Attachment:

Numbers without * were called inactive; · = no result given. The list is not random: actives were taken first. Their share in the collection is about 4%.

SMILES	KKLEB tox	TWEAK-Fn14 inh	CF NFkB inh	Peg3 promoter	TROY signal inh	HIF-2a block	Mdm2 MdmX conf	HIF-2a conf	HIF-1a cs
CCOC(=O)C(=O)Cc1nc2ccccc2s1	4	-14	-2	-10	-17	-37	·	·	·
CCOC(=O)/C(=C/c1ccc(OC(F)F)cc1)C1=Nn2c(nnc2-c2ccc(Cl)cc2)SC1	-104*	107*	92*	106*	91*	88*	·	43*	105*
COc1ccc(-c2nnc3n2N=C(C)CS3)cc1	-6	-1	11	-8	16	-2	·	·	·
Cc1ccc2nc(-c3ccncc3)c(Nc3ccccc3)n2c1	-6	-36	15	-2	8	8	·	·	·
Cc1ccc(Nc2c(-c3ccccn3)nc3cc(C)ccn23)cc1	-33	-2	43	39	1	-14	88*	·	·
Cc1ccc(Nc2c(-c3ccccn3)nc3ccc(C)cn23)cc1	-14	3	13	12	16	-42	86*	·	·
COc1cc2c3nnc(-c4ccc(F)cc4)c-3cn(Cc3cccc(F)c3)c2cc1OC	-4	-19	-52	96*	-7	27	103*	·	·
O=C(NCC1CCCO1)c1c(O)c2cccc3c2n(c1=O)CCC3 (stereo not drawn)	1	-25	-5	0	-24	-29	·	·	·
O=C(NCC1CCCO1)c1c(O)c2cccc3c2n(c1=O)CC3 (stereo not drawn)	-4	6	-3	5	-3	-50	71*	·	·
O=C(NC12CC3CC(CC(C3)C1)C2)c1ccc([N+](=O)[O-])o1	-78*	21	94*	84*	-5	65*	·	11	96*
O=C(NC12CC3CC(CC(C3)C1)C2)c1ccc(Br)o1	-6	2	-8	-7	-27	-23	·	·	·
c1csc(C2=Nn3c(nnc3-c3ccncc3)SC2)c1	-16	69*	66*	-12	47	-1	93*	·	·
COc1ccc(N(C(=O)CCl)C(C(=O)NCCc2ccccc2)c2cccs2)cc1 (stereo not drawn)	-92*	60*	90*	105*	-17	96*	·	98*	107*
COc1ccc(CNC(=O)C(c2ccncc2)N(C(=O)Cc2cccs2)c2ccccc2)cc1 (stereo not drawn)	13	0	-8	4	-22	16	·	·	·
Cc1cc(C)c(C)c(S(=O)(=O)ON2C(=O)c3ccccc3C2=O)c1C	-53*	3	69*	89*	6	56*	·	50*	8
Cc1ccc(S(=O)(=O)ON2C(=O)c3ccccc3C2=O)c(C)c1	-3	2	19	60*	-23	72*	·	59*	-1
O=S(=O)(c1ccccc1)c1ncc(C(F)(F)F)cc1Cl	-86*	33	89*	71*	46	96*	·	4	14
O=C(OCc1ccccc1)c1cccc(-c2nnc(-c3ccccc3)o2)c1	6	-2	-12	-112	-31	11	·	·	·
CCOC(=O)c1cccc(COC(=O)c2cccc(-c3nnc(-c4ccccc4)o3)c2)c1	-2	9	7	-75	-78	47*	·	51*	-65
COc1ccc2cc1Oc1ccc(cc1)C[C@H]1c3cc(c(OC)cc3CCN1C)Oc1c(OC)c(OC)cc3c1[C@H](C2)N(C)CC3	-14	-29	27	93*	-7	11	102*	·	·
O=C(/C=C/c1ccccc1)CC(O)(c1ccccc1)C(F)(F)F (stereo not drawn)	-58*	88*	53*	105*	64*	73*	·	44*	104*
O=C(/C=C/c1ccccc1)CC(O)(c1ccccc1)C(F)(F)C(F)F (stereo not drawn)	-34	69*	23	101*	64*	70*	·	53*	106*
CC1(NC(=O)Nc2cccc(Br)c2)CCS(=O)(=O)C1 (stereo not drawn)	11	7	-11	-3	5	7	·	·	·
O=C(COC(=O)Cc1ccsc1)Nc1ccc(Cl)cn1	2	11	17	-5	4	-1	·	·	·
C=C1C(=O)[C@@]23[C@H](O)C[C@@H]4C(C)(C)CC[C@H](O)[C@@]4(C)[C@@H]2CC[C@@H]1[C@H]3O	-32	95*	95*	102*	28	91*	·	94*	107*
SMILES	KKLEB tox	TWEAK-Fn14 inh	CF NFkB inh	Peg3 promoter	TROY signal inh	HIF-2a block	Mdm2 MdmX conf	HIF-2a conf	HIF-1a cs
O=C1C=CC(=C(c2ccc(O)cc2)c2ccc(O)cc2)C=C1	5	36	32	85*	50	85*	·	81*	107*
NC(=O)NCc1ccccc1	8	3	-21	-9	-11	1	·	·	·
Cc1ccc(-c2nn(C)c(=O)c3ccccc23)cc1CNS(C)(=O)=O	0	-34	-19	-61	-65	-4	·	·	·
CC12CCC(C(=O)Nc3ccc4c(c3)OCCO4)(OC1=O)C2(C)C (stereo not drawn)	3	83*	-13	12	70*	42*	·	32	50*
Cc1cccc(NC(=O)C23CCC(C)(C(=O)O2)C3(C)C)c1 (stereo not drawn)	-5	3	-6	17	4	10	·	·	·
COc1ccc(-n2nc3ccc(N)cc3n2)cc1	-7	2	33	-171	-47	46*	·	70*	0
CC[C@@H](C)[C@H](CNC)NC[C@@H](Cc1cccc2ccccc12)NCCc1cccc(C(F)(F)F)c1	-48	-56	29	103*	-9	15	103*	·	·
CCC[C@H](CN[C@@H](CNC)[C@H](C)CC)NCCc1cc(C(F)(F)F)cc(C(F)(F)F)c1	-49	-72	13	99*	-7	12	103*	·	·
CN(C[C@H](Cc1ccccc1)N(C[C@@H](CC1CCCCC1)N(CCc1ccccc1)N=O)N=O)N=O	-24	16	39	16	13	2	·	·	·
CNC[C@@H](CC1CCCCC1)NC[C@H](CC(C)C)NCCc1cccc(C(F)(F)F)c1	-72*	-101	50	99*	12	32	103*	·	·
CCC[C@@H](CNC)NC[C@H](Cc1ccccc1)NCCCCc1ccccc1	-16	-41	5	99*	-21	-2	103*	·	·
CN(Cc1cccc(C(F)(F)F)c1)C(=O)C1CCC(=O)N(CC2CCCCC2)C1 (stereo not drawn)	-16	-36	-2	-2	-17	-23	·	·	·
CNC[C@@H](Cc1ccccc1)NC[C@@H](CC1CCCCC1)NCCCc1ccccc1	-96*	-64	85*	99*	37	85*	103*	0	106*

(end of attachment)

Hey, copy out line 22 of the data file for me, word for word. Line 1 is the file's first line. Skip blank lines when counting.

COc1ccc2cc1Oc1ccc(cc1)C[C@H]1c3cc(c(OC)cc3CCN1C)Oc1c(OC)c(OC)cc3c1[C@H](C2)N(C)CC3	-14	-29	27	93*	-7	11	102*	·	·